By Renson Mnyamwezi
Tonnes of contraband ivory will be destroyed tomorrow in accordance with Cites and other internationally agreed standards.
The consignment is part of 6.5-tonne contraband elephant ivory that originated from Zambia, Tanzania and Malawi.
The huge consignment was seized in Singapore in June 2002 and authorities repatriated the ivory to Lusaka Agreement Task Force (LATF) for action.
According to the Ministry of Forestry and Wildlife, a total of 335 tusks and 41,553 hankos would be destroyed by the ivory disposal implementation committee, comprising KWS and LATF.
A consultative ministerial meeting held in Nairobi last year agreed to repatriate part of the contraband to Malawi and Zambia for educational and prosecution purposes.
On Monday, the Minister for Forestry and Wildlife Noah Wekesa led a high powered delegation to KWS Field Training School, Manyani in Taita-Taveta County, where the contraband ivory will be destroyed.
Briefing the Press after the minister’s visit, the Head of Communication in the Ministry, Mwangi Gakunga and his counterpart in KWS, Paul Udoto said the Government identified Manyani Field Training School as the best site for safety and maintenance of the ivory since its arrival in 2004.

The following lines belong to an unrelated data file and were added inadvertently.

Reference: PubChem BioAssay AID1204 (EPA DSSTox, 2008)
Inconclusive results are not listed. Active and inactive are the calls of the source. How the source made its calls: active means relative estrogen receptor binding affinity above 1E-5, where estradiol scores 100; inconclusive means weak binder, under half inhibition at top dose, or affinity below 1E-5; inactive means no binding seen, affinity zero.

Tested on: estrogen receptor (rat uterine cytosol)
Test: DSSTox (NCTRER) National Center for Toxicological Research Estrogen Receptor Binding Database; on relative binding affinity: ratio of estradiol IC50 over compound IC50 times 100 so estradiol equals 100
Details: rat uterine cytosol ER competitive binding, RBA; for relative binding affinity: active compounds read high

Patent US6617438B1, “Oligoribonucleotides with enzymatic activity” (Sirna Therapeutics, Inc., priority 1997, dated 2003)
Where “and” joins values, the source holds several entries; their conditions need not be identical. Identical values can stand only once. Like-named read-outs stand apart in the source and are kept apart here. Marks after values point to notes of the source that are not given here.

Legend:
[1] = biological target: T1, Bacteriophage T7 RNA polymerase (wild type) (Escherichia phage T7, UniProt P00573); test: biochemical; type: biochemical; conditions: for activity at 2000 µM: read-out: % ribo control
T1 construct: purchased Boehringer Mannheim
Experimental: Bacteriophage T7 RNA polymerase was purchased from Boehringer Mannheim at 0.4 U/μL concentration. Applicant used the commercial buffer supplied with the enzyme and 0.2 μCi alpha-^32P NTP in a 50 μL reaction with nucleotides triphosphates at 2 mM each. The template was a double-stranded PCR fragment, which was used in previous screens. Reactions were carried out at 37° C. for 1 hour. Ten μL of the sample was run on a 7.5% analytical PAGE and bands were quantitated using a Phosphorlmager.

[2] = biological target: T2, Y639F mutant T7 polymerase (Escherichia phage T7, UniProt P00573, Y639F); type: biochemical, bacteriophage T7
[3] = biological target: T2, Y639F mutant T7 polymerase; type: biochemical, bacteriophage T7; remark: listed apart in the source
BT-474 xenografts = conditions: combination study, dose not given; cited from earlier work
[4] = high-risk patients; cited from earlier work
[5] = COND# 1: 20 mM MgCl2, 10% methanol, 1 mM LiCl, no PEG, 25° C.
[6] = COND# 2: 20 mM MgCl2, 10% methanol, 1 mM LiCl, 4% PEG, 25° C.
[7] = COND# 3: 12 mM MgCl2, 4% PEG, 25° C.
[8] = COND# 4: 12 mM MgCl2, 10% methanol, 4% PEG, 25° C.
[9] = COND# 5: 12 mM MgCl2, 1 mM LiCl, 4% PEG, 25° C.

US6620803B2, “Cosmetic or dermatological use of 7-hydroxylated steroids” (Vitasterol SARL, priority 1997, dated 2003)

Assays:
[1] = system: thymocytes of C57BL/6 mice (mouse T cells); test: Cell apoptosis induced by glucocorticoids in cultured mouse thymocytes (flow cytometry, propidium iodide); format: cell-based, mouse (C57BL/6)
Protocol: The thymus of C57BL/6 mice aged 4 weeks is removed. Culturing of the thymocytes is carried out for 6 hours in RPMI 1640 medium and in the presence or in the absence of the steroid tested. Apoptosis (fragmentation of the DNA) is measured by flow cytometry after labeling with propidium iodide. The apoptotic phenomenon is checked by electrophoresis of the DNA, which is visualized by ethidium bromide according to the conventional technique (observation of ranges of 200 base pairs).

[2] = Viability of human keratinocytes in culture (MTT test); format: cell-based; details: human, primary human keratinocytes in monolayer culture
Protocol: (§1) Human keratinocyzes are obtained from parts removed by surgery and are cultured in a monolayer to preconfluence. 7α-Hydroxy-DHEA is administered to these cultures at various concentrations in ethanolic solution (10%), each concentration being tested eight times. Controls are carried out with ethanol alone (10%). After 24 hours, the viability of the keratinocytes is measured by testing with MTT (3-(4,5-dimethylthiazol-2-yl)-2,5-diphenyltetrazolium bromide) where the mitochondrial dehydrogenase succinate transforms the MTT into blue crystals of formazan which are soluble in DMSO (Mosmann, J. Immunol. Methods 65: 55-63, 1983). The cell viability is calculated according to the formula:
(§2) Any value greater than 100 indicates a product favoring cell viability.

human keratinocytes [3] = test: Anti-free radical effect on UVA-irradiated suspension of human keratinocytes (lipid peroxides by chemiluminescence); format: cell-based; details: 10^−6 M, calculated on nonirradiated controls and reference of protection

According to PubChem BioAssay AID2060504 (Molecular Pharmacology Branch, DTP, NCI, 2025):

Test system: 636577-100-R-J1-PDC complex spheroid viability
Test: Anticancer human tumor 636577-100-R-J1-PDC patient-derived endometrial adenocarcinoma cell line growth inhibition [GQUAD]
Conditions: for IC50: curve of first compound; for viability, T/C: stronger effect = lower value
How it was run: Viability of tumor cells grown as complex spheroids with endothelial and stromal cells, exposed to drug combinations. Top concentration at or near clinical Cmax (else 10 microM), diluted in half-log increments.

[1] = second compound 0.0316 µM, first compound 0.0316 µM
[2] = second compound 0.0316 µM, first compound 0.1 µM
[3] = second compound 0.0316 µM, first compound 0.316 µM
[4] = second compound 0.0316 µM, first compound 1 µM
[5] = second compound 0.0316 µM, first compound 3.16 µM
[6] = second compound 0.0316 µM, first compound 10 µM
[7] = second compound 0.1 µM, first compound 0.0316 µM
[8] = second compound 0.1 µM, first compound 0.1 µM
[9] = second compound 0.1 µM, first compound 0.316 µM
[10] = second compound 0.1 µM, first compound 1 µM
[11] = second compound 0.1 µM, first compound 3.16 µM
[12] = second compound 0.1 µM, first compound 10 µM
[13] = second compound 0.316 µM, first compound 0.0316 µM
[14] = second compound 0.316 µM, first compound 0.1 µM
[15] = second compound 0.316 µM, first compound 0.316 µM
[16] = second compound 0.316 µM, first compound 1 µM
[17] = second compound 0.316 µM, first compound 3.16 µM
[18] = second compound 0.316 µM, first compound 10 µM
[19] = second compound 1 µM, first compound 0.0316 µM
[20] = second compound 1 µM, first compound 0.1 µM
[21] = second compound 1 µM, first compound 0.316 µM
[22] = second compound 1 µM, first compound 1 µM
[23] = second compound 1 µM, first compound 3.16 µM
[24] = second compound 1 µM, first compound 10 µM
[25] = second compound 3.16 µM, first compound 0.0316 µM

“LATF deemed it prudent that the school be recognised for its roles in securing the contraband ivory and building wildlife law enforcement capacities,” they said.
They said the disposal event funded by different agencies entails the actual incineration of the remaining contraband, an event that woul be carried out during the African Elephant Law Enforcement Day celebrations this week.
Mr Udoto said ministers responsible for wildlife from Congo, Kenya, Lesotho, Tanzania, Uganda and Malawi will attend.
“Kenya is working under the Lusaka agreement and is playing host to other countries in burning ivory and showing its commitment in the fight against widespread poaching across Africa,” he said.